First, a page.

Nearly one year to the day since its formation, the university's Commission on Undergraduate Education has issued its anticipated interim report, a draft document that will ultimately serve as the blueprint for the future of undergraduate education at Johns Hopkins.
The roughly 40-page report, released today, contains the committee's general findings and specific recommendations that, once implemented, are intended to significantly improve the quality of the undergraduate experience over the next decade, while preserving the university's core research values.
The 40 members of CUE were charged with the lofty goal of re-envisioning the entire undergraduate experience at Johns Hopkins, from academic curriculum and classroom instruction to housing and social life. The commission's primary task was to produce by spring 2003 a list of workable recommendations.
The six overarching themes, or guiding principles, of the report are the needs to strengthen community; foster a balance between academic and social life; offer a more personal education; be more intentional when it comes to undergraduate education; better integrate all elements of the academic and social experiences; and bridge the gap between the perception that "no one cares" and the reality that many do care.
Paula Burger, chair of CUE and acting vice provost for undergraduate education, said the commission's main goal is to raise the bar on the Hopkins undergraduate experience, building on Hopkins tradition and bringing it up to the exalted level of the university's graduate and research programs.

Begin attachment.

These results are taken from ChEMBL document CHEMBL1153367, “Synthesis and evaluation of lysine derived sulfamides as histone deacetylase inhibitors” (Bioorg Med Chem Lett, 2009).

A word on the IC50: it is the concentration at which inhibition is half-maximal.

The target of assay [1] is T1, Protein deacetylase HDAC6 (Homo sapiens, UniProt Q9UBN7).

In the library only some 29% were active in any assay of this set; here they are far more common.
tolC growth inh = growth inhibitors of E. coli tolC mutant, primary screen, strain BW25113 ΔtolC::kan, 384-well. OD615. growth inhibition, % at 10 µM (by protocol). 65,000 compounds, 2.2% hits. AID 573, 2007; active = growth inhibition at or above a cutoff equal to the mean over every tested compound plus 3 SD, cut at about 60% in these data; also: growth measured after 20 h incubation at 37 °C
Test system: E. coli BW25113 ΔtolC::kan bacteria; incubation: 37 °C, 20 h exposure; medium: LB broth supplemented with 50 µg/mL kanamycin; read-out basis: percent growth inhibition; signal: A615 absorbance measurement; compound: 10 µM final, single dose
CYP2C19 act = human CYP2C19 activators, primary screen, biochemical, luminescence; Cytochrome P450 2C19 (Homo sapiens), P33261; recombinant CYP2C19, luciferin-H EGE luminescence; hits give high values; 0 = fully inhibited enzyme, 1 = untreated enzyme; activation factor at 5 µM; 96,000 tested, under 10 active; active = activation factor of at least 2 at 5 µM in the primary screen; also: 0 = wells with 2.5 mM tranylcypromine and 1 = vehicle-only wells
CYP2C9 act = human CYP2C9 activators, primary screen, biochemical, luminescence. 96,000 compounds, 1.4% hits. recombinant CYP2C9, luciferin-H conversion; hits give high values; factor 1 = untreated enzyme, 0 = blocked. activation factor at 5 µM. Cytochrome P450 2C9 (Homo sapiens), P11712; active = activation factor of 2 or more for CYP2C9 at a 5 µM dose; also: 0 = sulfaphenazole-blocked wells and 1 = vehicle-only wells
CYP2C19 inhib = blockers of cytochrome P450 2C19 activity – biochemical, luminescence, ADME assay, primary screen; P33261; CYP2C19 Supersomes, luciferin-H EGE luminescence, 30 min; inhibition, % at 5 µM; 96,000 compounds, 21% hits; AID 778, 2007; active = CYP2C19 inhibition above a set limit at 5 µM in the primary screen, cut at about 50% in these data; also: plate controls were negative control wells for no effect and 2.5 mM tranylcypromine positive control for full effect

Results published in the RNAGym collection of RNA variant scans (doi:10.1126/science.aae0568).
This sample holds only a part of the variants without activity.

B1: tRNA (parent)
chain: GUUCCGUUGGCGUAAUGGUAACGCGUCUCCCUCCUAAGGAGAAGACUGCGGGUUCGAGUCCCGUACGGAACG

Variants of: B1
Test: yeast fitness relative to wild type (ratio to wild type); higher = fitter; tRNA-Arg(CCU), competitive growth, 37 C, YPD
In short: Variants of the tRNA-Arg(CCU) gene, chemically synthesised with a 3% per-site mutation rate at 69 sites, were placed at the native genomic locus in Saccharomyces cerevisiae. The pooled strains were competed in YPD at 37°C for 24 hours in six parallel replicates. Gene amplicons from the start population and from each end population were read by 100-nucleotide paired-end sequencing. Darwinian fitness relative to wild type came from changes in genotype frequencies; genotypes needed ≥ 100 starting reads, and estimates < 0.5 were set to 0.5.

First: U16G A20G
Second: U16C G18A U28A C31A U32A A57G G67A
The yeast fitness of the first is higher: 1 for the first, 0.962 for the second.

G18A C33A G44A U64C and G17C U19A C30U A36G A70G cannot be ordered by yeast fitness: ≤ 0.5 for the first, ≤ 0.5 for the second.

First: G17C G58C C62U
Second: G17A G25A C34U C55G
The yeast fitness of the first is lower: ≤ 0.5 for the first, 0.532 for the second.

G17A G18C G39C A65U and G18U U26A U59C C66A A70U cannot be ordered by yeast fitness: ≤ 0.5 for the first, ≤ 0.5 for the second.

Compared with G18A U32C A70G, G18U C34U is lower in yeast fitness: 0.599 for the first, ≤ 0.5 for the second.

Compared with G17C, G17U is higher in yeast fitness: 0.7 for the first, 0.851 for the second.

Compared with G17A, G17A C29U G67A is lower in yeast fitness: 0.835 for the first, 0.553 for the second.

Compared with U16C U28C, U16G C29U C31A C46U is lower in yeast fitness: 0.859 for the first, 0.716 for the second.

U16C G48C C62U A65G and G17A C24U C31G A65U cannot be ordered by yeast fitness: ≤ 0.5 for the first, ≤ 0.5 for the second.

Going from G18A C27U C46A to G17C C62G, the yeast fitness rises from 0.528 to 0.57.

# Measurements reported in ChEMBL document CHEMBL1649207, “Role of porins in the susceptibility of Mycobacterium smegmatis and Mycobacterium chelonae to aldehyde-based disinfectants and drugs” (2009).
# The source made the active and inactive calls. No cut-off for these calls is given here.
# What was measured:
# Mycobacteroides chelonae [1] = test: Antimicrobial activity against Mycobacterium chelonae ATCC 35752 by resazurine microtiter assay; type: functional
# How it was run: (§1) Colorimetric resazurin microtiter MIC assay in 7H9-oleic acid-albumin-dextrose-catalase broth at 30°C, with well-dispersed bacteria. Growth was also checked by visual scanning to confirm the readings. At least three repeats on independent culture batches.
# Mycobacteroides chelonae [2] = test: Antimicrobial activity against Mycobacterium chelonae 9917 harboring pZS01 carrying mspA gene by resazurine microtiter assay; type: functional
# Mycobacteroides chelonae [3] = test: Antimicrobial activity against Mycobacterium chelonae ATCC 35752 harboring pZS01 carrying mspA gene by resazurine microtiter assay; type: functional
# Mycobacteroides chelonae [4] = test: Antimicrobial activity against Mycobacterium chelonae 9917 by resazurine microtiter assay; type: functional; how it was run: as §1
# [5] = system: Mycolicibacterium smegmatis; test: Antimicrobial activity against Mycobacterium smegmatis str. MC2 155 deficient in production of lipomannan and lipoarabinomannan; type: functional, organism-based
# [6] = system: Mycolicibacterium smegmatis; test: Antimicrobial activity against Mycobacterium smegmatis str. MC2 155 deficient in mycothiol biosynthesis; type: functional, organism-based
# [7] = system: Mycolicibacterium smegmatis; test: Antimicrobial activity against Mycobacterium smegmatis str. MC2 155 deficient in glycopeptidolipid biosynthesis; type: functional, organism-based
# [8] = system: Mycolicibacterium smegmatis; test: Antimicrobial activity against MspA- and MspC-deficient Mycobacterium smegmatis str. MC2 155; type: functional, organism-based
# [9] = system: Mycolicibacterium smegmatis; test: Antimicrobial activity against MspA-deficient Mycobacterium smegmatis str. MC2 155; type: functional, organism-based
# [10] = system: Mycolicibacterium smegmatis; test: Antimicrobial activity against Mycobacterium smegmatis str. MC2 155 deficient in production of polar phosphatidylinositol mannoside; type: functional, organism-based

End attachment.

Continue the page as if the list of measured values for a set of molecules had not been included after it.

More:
"We're talking about making something that is already very good, truly excellent," said Burger, who is also vice provost for academic affairs and international programs. "We are competing for students, just like we are competing for faculty, against a handful of institutions that offer absolutely extraordinary opportunities for students. If we want to be solidly in this peer group, we need to be very intentional about efforts to improve the undergraduate experience."
CUE, formally convened on Jan. 31, 2001, by President William R. Brody and Provost Steven Knapp, is the first universitywide endeavor of its kind at Johns Hopkins and is part of an effort to keep the university well-positioned amid an increasingly competitive higher education marketplace. In the past 10 years, peer institutions such as Stanford, the University of Pennsylvania, the University of California at Berkeley, Columbia, Yale and, most recently, Harvard have embarked on similar comprehensive reviews of their undergraduate education.
The commission reflects the interest of the president, provost and deans in improving the experience for undergraduates. The university's upcoming reaccreditation by the Middle States Commission on Higher Education provided the timely opportunity to engage in a serious review, Burger said. The evaluation, which occurs every 10 years, will take place this year, and in the self-study portion of the process, Hopkins decided to focus on undergraduate education. Burger, in conjunction with her role in CUE, also chairs the reaccreditation steering committee.